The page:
Mung Bean Hummus is a delicious, healthy bean dip that’s a great alternative to traditional chickpea hummus. Quick-cooking mung beans blend up silky smooth with tahini, lime juice, and a touch of garlic.
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It’s no secret that I am a lover of hummus, as is evidenced by this Chipotle Hummus, this Pumpkin Hummus, and these Roasted Cauliflower Hummus Bowls. And let’s not forget these Open-Faced Hummus Sandwiches, or these Spicy Vegan Wraps made with – you guessed it – hummus!
As you can see, it’s a veritable hummus party up in here. So if you’re questioning whether the world really needs another hummus recipe I’ll ask you to reserve judgement until you’ve shovelled a scoop of this silky smooth Mung Bean Hummus into your mouth.
So why mung beans? First of all, they cook up way faster than chickpeas, and there’s no soaking required (related: How to Cook Mung Beans). Secondly, they blend into an incredibly smooth bean dip with none of the faffing about with peeling chickpeas (although, if you try my Crispy Roasted Garbanzo Beans, I really must insist you peel them).
And lastly, why not? I don’t know who made the rules about hummus only being made with chickpeas, but we’re going to disrupt the status quo today with this Mung Bean Hummus!
If you have a bag of mung beans kicking around your cupboard and don’t know what to do with them, or are using up what’s left after making this delicious Mung Bean and Coconut Curry, then fire up your food processor and let’s make some hummus already.
What’s in this recipe?
The ingredients list is short and sweet, my friends. Here’s what you need:
- Mung Beans –> We’re using 2 cups of cooked mung beans.
- Tahini –> I like to use a nice runny tahini in my hummus.
- Limes –> I know lemon is traditional in hummus, but this ain’t traditional hummus!
- Garlic –> Just one clove to not overwhelm.
- Salt –> Because of course.
You’re definitely going to need either a food processor (this is the one I have) or a high-powered blender (I have a Vitamix) to make this recipe. Even a rinky dink one should do just fine, as mung beans blend up so easily.
How do you make mung bean hummus?
So, so simple.
Step 1: Put the mung beans into your food processor or blender and pulse to break them down.
Step 2: Add the tahini, garlic, and lime juice.
Step 3: Blend until smooth. Add water, one tablespoon at a time, until the hummus has reached your desired consistency.
That’s it! You’re done!
Things to consider:
When making hummus and other bean dips, the garlic flavour tends to “bloom” over time. So if it doesn’t taste garlicky enough to you when first made, I urge you to wait an hour and taste it again.
You may want to add more or less lime juice according to taste, so add it bit by bit. Same goes for salt.
Feel free to spruce up your hummus with toppings of your choice! I used minced chives and some za’atar sprinkled over top with a glug of good olive oil.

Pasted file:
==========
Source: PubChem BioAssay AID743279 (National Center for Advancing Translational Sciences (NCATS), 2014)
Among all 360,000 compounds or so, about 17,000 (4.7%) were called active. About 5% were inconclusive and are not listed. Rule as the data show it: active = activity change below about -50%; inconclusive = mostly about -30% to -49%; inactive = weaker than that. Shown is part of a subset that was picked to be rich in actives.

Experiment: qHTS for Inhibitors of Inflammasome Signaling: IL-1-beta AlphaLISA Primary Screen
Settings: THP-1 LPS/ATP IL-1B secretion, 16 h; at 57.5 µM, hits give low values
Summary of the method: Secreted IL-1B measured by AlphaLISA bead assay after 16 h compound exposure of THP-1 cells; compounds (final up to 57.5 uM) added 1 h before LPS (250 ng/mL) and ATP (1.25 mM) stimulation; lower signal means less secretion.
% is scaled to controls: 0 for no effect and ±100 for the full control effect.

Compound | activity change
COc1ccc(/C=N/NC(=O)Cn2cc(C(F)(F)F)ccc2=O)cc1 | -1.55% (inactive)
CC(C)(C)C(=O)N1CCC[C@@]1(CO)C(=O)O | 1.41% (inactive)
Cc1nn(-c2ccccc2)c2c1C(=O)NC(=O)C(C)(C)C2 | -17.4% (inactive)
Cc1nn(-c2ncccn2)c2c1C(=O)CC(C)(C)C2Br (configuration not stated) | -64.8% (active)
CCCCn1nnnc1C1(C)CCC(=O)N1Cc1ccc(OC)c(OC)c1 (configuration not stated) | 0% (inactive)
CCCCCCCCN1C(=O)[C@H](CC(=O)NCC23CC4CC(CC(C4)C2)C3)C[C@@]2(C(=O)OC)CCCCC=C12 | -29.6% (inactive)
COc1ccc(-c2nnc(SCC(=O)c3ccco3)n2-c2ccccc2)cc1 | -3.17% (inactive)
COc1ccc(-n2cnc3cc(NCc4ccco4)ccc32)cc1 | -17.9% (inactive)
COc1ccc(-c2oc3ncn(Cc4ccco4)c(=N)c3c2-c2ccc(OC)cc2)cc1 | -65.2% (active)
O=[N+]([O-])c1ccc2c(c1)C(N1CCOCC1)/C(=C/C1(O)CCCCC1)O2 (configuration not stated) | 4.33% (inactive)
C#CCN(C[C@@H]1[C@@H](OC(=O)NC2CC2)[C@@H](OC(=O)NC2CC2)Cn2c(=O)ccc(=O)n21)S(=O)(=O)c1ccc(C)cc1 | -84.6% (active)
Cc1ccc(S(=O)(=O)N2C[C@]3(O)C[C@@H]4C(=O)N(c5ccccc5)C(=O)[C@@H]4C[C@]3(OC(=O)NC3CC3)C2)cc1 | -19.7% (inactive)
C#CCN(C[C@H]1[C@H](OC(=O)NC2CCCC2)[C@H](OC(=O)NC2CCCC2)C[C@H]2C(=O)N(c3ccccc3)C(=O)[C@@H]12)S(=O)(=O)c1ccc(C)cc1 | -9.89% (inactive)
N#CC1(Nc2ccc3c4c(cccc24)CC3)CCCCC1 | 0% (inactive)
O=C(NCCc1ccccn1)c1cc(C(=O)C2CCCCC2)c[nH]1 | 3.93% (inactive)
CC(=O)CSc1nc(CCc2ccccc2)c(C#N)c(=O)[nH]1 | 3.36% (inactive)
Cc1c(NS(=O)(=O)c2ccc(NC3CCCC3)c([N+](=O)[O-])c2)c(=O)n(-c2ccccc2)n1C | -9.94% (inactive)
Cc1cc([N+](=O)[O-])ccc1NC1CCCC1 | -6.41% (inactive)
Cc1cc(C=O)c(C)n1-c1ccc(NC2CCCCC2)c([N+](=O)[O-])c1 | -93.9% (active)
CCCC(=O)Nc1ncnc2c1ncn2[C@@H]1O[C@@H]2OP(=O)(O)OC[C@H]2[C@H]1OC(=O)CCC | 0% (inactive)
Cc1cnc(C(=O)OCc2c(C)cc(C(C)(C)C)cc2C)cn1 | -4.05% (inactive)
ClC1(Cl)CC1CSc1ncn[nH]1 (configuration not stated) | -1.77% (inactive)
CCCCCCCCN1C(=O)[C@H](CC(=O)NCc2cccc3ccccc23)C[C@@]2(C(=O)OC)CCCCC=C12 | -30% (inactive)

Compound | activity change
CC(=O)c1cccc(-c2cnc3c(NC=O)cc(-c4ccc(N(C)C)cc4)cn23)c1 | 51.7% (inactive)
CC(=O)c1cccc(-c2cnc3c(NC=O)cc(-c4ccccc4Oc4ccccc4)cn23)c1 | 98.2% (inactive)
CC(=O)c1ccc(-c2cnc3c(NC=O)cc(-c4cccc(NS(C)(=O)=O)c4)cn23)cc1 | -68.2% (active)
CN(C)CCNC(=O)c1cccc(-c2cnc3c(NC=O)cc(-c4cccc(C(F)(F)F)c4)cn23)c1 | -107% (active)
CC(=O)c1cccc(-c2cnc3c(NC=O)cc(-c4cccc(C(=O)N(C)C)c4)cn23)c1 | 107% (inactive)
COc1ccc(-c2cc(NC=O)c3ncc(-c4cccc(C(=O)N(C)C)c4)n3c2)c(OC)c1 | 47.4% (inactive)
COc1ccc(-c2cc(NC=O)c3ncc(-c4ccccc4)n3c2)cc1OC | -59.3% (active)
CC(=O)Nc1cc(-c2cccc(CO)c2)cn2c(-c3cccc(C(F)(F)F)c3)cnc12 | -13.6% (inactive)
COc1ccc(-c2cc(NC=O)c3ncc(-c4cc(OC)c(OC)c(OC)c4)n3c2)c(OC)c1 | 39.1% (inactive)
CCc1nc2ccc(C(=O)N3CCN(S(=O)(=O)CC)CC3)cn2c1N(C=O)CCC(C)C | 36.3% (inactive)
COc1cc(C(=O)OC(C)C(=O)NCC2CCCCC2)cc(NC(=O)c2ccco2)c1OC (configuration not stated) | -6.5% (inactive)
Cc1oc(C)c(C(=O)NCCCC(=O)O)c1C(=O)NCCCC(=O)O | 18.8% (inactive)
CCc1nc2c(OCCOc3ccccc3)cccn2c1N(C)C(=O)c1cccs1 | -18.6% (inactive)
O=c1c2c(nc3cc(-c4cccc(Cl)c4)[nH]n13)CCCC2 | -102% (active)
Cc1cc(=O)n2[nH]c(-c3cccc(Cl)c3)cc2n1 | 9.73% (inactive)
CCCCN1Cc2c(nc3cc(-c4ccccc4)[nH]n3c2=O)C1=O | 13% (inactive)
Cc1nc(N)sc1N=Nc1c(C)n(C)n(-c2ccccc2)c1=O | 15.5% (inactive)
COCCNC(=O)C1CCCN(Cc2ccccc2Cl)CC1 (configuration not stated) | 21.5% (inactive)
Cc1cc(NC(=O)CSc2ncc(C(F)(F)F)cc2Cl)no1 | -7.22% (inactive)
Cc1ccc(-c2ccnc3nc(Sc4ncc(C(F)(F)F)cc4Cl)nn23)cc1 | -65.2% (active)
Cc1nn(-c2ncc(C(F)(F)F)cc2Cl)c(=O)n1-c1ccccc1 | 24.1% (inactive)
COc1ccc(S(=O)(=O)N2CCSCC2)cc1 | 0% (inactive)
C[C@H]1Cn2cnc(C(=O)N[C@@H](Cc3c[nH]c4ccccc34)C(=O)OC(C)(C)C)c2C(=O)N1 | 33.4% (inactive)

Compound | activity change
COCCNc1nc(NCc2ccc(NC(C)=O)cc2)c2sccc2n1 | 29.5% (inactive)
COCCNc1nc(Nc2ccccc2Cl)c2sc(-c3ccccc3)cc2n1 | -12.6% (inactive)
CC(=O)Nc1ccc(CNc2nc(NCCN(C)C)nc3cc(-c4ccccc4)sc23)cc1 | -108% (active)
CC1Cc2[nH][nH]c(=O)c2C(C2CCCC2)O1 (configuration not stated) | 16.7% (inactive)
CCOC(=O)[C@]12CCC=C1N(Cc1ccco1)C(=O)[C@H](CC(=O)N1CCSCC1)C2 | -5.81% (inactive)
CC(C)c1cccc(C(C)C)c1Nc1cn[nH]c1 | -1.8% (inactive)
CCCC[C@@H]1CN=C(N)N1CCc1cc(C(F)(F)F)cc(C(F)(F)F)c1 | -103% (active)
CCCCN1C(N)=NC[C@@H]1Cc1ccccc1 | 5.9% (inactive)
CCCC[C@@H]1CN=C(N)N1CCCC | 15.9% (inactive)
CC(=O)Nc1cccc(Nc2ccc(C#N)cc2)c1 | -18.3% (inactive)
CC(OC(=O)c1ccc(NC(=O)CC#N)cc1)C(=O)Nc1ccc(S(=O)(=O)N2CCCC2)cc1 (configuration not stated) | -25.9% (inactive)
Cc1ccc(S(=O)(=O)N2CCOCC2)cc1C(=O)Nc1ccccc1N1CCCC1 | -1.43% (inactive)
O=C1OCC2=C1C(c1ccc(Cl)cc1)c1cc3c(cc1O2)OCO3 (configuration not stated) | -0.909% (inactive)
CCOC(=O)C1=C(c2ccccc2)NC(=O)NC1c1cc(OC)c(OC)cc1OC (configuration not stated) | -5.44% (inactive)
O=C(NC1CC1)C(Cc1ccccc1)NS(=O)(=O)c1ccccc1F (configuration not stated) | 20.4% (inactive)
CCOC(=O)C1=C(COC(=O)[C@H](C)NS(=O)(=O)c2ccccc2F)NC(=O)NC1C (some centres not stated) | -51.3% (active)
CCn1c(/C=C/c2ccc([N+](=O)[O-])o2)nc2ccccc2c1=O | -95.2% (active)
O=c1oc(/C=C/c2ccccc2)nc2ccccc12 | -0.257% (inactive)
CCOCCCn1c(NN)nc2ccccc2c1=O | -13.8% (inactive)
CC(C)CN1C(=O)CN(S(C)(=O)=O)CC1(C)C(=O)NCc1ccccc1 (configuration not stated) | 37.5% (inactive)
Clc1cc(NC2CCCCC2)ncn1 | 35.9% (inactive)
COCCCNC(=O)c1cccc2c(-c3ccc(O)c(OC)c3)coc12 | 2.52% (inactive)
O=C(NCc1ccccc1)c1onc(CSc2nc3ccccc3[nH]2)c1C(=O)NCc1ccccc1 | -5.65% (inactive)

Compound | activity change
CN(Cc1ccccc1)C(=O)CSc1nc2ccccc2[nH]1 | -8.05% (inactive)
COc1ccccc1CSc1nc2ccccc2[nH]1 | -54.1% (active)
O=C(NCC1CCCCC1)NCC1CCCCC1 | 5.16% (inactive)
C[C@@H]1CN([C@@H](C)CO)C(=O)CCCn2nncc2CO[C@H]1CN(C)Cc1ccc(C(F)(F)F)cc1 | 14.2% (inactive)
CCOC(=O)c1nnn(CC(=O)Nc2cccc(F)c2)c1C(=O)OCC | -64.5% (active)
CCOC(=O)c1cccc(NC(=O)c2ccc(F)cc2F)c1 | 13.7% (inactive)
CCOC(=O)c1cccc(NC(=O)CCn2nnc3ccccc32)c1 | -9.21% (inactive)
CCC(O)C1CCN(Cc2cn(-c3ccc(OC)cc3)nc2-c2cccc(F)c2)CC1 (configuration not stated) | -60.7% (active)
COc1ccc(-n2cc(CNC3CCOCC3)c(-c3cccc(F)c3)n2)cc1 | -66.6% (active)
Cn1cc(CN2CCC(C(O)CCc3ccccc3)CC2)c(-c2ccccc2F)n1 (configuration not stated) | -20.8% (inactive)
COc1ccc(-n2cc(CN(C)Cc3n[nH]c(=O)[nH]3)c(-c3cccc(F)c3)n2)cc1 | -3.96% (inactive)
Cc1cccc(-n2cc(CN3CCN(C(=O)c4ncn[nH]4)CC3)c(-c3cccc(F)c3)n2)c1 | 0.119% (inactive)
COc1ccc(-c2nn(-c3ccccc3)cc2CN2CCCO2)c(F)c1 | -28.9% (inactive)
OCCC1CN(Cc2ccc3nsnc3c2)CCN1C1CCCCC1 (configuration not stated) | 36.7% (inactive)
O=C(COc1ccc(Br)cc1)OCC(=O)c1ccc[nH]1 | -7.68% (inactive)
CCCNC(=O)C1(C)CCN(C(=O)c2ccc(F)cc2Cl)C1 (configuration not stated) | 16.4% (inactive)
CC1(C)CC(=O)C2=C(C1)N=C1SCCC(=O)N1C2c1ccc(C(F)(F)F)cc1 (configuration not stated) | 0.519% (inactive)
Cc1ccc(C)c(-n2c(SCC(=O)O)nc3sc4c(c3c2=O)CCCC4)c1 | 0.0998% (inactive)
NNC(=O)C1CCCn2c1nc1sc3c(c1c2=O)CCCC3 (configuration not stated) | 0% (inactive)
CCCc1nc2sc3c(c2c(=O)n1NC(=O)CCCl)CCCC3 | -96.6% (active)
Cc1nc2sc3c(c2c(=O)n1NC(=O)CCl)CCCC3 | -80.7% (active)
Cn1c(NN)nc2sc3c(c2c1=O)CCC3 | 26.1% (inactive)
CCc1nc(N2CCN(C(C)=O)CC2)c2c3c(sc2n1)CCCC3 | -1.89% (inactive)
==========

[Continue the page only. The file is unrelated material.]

How to store hummus:
Freshly made hummus will last you about five days in the fridge in an air-tight container.
Did you know that you can freeze hummus? Yup, you sure can! Just scoop it into freezer-friendly containers (I usually just use empty cottage cheese containers, but I also love these reusable silicon freezer bags), label it with the date, and it’ll last up to three months in your freezer.
How to serve mung bean hummus:
There are so many ways to serve hummus, it’s hard to know where to start. I usually just end up standing in front of the fridge and using a cracker to scoop it into my mouth, but this hummus is also delicious in a sandwich or wrap, dolloped on top of a meal bowl, or as part of a Vegetarian Cheese Board or other party platter.
Other recipes you might enjoy:
Mung Bean Hummus
- 2 cups cooked mung beans
- 1/2 cup tahini prefer runny tahini
- 1 medium lime juiced - add more to taste
- 1 clove garlic smashed
- 1 tsp salt more to taste
- 1/2 cup water add one tablespoon at a time
- Place the cooked mung beans in the bowl of a food processor, and pulse to break down into a paste.
- Add the tahini, smashed garlic, lime juice, and salt, and run the food processor until smooth.
- Add water, one tablespoon at a time, until the hummus has reached the desired consistency.
- Nutrition values are an estimate only, and are based on 8 servings.
- When making hummus and other bean dips, the garlic flavour tends to "bloom" over time. So if it doesn't taste garlicky enough to you when first made, I urge you to wait an hour and taste it again.
- You may want to add more or less lime juice according to taste, so add it bit by bit. Same goes for salt.
- Freshly made hummus will last you about five days in the fridge in an air-tight container.
- Did you know that you can freeze hummus? Yup, you sure can! Just scoop it into freezer-friendly containers (I usually just use empty cottage cheese containers, but I also love these reusable silicon freezer bags), label it with the date, and it'll last up to three months in your freezer.